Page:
Wednesday, June 2, 2010

The Wavy-Leafed Soap Plant

Chlorogalum pomeridianum, the Wavy-leafed Soap Plant or California soaproot, is the most common and most widely distributed of the Soap Plants, Soaproots or Amoles, which make up the genus Chlorogalum of flowering plants. It is found in most of California, apart from the Sierra Nevada and the deserts, and also in south-western Oregon. It is occasionally known as the "wild potato", but given the plant's lack of either resemblance or relationship to the potato, this name is not recommended. Wavy-leafed Soap Plant grows on rock bluffs, grasslands, chaparral, and in open woodlands.

Like all the Soap Plants, the Wavy-leafed Soap Plant is a perennial that grows from a bulb, which is brown, between 7 and 15 cm in diameter, slightly elongated, and covered in thick, coarse fibers. The leaves grow from the base of the plant, and can be from 20 to 70 cm long and 6 to 25 mm wide. As the plant's name indicates, their edges are generally wavy, though this is not always particularly noticeable. The flowers are borne on a long stem, normally longer than the leaves, and are from 15 to 30mm long. The six petals (actually only three of them are petals in the technical sense; the other three are sepals) are up to 35mm long and curving. They are typically white but have a noticeable mid-vein which can be purple or green in color. The six stamens are large and noticeable, and yellow or orange. The flowers are bisexual (include both female and male parts). They open only in the late afternoon or evening, remaining open during the night but closing by the morning. Pollination is by evening- or night-flying insects.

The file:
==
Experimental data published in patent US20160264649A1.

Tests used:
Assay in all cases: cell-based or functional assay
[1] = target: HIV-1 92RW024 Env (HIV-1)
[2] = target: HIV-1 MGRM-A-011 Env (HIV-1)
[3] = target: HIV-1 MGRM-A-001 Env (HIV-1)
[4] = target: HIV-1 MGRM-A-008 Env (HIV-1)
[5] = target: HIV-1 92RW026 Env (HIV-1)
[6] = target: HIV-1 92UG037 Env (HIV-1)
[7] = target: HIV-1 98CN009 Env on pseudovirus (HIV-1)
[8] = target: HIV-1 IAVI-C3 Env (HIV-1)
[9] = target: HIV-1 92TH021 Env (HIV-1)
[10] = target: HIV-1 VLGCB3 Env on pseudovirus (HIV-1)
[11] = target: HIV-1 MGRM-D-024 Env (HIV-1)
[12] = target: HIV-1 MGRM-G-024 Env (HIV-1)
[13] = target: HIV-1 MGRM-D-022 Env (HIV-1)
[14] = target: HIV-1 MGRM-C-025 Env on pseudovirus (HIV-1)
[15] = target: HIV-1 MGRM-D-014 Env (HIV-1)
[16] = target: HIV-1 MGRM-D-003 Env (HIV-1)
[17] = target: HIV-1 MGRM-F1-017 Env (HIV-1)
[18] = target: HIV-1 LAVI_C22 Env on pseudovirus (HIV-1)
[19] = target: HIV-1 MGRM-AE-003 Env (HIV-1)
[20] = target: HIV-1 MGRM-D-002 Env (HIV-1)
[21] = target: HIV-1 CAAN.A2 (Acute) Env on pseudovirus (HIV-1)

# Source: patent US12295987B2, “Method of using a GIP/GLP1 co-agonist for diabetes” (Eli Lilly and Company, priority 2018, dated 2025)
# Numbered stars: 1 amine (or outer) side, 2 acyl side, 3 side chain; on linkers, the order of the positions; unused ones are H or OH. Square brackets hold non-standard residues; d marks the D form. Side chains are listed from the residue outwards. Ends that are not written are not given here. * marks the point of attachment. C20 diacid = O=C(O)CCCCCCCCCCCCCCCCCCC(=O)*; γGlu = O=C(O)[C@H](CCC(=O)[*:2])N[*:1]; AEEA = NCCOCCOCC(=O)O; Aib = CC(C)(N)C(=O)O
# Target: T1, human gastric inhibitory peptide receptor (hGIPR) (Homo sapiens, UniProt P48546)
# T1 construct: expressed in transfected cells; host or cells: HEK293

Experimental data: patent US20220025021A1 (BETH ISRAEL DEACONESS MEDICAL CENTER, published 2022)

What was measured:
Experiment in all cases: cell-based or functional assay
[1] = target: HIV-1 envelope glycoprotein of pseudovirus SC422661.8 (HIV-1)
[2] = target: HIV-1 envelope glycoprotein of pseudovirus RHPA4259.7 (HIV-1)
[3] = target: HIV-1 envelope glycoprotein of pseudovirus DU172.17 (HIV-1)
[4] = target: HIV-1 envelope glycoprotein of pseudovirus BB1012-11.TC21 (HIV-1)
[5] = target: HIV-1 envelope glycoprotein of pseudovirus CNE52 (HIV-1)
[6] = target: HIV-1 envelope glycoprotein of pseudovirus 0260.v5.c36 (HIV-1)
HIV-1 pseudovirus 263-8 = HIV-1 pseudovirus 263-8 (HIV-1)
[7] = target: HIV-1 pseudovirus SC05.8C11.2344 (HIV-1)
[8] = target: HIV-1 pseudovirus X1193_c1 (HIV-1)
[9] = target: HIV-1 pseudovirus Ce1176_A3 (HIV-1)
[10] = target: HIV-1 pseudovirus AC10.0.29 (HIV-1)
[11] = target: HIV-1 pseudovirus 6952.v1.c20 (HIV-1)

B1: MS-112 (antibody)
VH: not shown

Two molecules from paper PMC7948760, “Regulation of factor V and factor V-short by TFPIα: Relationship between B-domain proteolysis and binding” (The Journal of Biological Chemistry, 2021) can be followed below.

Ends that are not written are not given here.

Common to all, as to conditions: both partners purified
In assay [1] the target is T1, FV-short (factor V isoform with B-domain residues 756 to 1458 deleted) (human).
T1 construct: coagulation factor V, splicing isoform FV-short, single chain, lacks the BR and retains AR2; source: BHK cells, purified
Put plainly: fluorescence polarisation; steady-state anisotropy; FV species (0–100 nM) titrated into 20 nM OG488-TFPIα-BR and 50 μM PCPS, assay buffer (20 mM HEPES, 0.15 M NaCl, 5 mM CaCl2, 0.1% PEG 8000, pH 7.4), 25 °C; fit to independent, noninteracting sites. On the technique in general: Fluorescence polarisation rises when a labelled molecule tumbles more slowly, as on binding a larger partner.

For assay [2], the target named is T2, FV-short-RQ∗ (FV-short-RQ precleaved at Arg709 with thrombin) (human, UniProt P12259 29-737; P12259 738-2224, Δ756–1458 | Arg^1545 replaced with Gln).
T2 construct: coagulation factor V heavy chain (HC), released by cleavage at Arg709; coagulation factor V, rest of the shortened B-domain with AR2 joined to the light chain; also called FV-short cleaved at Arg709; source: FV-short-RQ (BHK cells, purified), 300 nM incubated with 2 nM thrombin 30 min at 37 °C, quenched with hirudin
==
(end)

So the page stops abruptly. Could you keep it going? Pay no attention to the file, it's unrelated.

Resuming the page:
See also: Bouquet, Roses, Floral

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